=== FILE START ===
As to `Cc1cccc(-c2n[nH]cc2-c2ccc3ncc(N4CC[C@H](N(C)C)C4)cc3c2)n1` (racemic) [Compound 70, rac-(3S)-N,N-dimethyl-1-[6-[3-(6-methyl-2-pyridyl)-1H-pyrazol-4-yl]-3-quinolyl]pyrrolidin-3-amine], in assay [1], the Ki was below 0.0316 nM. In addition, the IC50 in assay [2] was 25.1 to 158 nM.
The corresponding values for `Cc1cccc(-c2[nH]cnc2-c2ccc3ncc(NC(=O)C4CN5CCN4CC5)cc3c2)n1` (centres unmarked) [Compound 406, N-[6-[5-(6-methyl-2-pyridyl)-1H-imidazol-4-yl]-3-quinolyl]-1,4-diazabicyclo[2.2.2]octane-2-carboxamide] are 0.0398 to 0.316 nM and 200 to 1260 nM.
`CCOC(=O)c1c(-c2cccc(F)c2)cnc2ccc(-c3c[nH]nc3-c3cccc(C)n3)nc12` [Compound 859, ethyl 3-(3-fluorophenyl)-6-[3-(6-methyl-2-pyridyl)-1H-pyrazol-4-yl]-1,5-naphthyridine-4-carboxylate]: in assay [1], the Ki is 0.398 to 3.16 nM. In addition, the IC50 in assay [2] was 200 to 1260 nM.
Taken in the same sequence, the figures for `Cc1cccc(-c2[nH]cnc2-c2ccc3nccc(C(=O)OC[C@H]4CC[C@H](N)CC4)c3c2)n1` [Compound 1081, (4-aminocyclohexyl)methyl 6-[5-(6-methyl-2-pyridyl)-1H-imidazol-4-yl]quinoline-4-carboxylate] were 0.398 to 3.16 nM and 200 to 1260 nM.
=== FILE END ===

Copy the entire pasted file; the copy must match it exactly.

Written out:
As to `Cc1cccc(-c2n[nH]cc2-c2ccc3ncc(N4CC[C@H](N(C)C)C4)cc3c2)n1` (racemic) [Compound 70, rac-(3S)-N,N-dimethyl-1-[6-[3-(6-methyl-2-pyridyl)-1H-pyrazol-4-yl]-3-quinolyl]pyrrolidin-3-amine], in assay [1], the Ki was below 0.0316 nM. In addition, the IC50 in assay [2] was 25.1 to 158 nM.
The corresponding values for `Cc1cccc(-c2[nH]cnc2-c2ccc3ncc(NC(=O)C4CN5CCN4CC5)cc3c2)n1` (centres unmarked) [Compound 406, N-[6-[5-(6-methyl-2-pyridyl)-1H-imidazol-4-yl]-3-quinolyl]-1,4-diazabicyclo[2.2.2]octane-2-carboxamide] are 0.0398 to 0.316 nM and 200 to 1260 nM.
`CCOC(=O)c1c(-c2cccc(F)c2)cnc2ccc(-c3c[nH]nc3-c3cccc(C)n3)nc12` [Compound 859, ethyl 3-(3-fluorophenyl)-6-[3-(6-methyl-2-pyridyl)-1H-pyrazol-4-yl]-1,5-naphthyridine-4-carboxylate]: in assay [1], the Ki is 0.398 to 3.16 nM. In addition, the IC50 in assay [2] was 200 to 1260 nM.
Taken in the same sequence, the figures for `Cc1cccc(-c2[nH]cnc2-c2ccc3nccc(C(=O)OC[C@H]4CC[C@H](N)CC4)c3c2)n1` [Compound 1081, (4-aminocyclohexyl)methyl 6-[5-(6-methyl-2-pyridyl)-1H-imidazol-4-yl]quinoline-4-carboxylate] were 0.398 to 3.16 nM and 200 to 1260 nM.